Vic confirms ECEC amongst essential workers exempt from close contact home isolation
As the number of COVID-19 close contacts continues to grow across the country, Victoria has taken the measure of providing a range of essential workers with an exemption from close contact home isolation requirements.
From 11:59pm, Tuesday 18 January, workers in emergency services, education (including early childhood education and care), critical utilities, custodial facilities, transport and freight will join workers in the food production sector as being eligible for the exemption.
Under the conditions of the exemption, the worker may return to work if it is necessary for continuity of operations and if other options have been exhausted. The exemption will apply to attending work only, not any other settings.
In order to be eligible, the worker must first notify the employer of their status as a contact, and critically, both parties must consent to the worker returning to the workplace. They are already required to be fully vaccinated.
Strong measures will be required to reduce the risk of a contact attending work while infectious:
- The worker must undertake a daily Rapid Antigen Test (RAT) for five days and return a negative result prior to attending work each day
- They must wear a face mask at all times, with exceptions in the case of eating or drinking, or safety reasons, and a P2/N95 respirator is preferred
- The worker cannot enter shared break areas and the employer must try and facilitate solo break time. The employer must also take reasonable steps to deploy the worker in areas where transmission risk is lower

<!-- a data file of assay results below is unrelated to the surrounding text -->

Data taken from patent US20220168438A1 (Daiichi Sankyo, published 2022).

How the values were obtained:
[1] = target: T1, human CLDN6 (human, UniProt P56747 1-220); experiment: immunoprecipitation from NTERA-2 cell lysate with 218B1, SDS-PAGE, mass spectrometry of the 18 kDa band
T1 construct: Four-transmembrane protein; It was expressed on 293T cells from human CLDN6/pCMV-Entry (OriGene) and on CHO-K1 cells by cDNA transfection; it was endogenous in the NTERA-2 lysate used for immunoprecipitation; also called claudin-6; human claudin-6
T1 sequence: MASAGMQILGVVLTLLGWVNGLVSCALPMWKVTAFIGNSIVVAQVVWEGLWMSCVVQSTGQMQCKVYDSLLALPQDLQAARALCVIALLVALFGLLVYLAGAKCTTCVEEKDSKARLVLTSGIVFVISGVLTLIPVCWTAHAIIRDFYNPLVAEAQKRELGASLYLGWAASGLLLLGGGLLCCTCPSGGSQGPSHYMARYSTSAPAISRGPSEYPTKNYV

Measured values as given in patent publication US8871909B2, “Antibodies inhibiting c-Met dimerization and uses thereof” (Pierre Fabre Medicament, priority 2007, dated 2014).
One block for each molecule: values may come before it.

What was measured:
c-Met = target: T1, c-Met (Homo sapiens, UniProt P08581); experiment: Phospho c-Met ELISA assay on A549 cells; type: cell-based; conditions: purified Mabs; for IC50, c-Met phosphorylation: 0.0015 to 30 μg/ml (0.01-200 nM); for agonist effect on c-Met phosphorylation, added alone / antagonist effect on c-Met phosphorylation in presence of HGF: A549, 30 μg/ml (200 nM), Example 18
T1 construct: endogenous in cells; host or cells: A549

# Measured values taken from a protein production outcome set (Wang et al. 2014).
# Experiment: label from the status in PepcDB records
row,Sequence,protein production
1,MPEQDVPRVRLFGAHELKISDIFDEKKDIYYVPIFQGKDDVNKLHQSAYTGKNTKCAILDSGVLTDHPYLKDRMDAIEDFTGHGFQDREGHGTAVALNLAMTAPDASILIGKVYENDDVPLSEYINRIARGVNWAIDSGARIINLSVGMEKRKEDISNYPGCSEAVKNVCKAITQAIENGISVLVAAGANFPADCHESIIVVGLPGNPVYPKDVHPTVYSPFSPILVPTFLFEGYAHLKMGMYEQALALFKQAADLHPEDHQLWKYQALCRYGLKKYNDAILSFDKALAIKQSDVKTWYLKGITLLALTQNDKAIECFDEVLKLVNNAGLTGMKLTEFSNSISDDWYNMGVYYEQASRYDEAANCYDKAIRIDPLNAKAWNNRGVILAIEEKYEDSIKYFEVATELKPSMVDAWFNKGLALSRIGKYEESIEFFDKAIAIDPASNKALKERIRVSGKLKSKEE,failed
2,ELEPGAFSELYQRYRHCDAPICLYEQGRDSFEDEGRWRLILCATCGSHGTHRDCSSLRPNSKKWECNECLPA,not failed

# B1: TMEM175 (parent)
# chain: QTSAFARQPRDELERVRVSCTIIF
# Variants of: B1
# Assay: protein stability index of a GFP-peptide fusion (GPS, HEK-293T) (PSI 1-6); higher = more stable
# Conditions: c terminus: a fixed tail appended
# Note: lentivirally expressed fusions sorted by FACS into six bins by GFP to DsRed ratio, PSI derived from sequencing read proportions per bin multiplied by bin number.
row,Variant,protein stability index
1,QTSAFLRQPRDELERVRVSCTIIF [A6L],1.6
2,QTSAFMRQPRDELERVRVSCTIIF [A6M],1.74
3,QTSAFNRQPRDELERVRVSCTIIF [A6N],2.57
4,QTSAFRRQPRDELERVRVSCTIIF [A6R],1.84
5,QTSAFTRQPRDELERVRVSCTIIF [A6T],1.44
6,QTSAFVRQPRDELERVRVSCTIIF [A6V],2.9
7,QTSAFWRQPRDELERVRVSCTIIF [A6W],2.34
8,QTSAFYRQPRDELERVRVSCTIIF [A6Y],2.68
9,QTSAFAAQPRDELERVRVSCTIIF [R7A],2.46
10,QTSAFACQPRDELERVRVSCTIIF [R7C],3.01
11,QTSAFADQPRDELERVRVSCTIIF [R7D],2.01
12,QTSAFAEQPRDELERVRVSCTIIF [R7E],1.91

- If at any time the worker develops symptoms or tests positive on a RAT, the exemption no longer applies – they are a case, must isolate for 7 days, and must notify others including their employer.
The exemption order is identical to that granted by Victoria’s public health team for key food and beverage workers, and is designed to protect the state’s essential workforce during the continuing Omicron wave.
This exemption also currently applies to hospital workers, disability workers, residential aged care facility workers, and ambulance workers, but the use of an N95 mask at the workplace is a requirement, not a preference.
Close contacts, otherwise known as household and household-like contacts, are people who have spent more than four hours with a case inside a house, accommodation or care facility.
The Department of Health has also updated its contact management guidelines to require workplaces to notify the Department when five cases have attended the work premises within seven days. Previously, workplaces were required to advise the Department and Worksafe of single cases.
More information on the conditions of the exemption and applicable cohorts of workers will be published at www.coronavirus.vic.gov.au/isolation-exemptions when they come into effect at 11:59pm, Tuesday 18 January.
To read the announcement in full please see here.
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